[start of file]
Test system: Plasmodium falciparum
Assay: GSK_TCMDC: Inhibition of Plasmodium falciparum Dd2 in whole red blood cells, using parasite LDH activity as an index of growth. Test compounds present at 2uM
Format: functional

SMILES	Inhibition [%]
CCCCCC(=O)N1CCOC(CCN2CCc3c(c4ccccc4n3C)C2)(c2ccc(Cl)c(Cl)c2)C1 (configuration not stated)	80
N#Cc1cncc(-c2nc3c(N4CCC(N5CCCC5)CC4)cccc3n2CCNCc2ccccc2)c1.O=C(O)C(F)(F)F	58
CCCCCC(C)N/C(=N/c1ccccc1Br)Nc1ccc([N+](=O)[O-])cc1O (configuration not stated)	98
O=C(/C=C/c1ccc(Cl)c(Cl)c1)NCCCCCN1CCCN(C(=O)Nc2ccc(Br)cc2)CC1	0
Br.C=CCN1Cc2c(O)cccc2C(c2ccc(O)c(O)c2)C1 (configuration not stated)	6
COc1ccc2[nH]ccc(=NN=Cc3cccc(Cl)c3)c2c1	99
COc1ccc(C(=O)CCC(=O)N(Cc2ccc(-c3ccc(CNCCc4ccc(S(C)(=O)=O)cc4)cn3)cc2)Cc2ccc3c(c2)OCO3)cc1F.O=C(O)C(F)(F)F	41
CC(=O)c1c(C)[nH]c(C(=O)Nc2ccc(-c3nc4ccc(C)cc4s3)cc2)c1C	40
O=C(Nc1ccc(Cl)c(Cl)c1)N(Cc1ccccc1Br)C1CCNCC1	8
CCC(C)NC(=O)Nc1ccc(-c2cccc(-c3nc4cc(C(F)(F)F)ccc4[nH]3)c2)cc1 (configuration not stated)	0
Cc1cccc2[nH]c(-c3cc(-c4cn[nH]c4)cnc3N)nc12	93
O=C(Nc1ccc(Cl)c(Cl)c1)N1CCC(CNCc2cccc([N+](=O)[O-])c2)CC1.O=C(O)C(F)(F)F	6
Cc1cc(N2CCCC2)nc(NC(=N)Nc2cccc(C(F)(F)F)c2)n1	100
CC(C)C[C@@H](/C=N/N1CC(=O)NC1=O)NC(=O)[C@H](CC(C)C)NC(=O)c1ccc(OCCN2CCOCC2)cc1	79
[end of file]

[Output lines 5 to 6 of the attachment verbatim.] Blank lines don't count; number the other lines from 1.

CCCCCC(=O)N1CCOC(CCN2CCc3c(c4ccccc4n3C)C2)(c2ccc(Cl)c(Cl)c2)C1 (configuration not stated)	80
N#Cc1cncc(-c2nc3c(N4CCC(N5CCCC5)CC4)cccc3n2CCNCc2ccccc2)c1.O=C(O)C(F)(F)F	58